Ali Jarbawi: Boiling Point
- A PALESTINIAN VIEW
by Ali Jarbawi
November 6, 2006
Our region with its vital resources and strategic location is at a
boiling point, and the course of events here has a direct impact on
international stability. From here, a world war could break out.
Conversely, from here global peace could prevail.
It is widely understood, except in the US and Israel, that the
Palestinian-Israeli conflict is at the center of regional tension, in
the sense that reaching agreement on this conflict would be key to
defusing the regional situation. But because the United States and
Israel have not accepted this opinion, instead relying on the use of
overwhelming force, the situation has been complicated by greater and
greater resentment of US and Israeli policies and thus further escalation.
To address the powder-keg regional situation, efforts must start with
Palestine-Israel, and any successful conclusion to this conflict must
achieve the legitimate national rights of the Palestinian people. But
endeavors toward a settlement of this conflict have been exerted over
the past 15 years, and these endeavors were characterized by Israeli
intransigence and complete American bias toward Israel in an attempt
to impose a settlement on the Palestinians. This led to the complete
failure to reach any positive conclusion from lengthy and open-ended
The failure did not result from the porous mechanisms of the
negotiating process alone--even though this had significant negative
impacts--but also from the lack of any real desire among the Israelis
and Americans to reach a satisfactory settlement to this chronic conflict.
The success of any future attempts at re-launching the political
process will depend on a change of both intentions and mechanisms.
Specifically, there must be recognition of not only the principle of
the two-state solution but also the realization of this solution
according to international resolutions regarding borders, based on the
status quo of June 4, 1967. Without this initial recognition, all
attempts at imposing a settlement on the Palestinian side will fail.
There are those who believe that since the process is in such a
crisis, the best and most successful way to turn it around is to adopt
a gradual step-by-step approach in order to rebuild trust between the
two warring sides in the interim. It is argued that going directly to
final status negotiations on all aspects of the settlement will only
lead to another eruption of the already disastrous situation.
The proponents of this interim approach say a step-by-step settlement
will allow the sides to reach partial agreements that accumulate with
time, increasing trust and leading, inevitably, to a settlement.
However, critics of this approach say it has been tried in the past
and failed to produce a final settlement, because the stronger
party--that is, Israel and America--controls the course of the
negotiating process and can halt interim steps at any point that suits
For the weaker party--the Palestinians/Arabs--there is no way to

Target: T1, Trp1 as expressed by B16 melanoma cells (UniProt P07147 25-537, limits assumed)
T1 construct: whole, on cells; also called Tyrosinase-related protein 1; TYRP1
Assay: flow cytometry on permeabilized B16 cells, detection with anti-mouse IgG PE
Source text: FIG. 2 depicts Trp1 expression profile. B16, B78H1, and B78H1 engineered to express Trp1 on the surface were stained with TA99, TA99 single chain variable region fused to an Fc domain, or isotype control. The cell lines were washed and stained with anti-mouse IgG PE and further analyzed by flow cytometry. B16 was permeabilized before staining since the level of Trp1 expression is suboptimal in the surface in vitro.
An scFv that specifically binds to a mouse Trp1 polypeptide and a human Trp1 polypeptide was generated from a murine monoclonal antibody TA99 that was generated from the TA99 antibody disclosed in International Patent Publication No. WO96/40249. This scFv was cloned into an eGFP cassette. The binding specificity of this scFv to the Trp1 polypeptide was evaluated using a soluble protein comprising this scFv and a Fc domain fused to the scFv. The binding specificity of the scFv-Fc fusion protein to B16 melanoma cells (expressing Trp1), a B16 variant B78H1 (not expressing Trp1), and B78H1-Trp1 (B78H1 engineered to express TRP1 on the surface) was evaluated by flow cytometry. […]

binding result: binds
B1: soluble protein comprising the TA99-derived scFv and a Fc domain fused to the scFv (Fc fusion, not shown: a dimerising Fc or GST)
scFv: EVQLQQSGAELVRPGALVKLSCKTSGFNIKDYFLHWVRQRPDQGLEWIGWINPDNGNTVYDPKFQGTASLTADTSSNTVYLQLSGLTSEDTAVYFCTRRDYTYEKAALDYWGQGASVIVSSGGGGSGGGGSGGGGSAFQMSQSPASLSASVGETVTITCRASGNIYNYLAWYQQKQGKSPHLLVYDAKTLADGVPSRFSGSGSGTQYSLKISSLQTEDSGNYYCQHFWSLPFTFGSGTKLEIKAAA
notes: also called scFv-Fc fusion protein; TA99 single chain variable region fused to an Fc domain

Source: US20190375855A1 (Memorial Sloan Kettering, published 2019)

guarantee that each step will follow the next, if the stronger party
is not willing to let it happen. Basically, the stronger party
controls the negotiating process, the course of the interim period and
hence its final outcome.
In light of the failure of Oslo and its interim stage, some now insist
that a reactivation of the peace process requires the immediate entry
into final-status negotiations. The advocates of this approach insist
that reaching a settlement depends on finalizing the fundamental and
thorniest issues immediately so there is no opportunity for either of
the negotiating parties, but especially the stronger party, to
reconsider, procrastinate or retreat.
We can take it as granted that there can be no imposed settlement. Any
imposed settlement will generate neither peace nor stability in the
region. But in order to reach agreement, two conditions must obtain.
First, the goal of the process must be clearly defined, i.e., an end
to the Israeli occupation and the establishment of an independent
Palestinian state on the basis of the borders of pre-June 4, 1967.
Secondly, a specific time period should be stipulated that would allow
the parties gradually to reach that goal.
The Quartet needs to move away from the idea of "constructive
ambiguity" when it comes to the goal or timeframe of the process. Only
then is there hope for a political horizon to alleviate the growing
pressures not only here but in the region.
Ali Jarbawi is a professor of political science at Birzeit University.
[Ramallah, West Bank]
NOTE: "Constructive ambiguity" is a deliberate tactic of Semitists. By
refusing to reveal their actual position or their intentions they can
continue to evade communication and get the other person to make
sacrifices while they sacrifice nothing. This is as true on a personal
as a political level. This is the tactic used by, for example Hillel,
a student Zionist organization, when they arrange a charity
fundraising event with the Muslim Students' Association, while making
their "friendship" dependent on the non-discussion of Israel. Then
they write a front page news story about their peace initiative.
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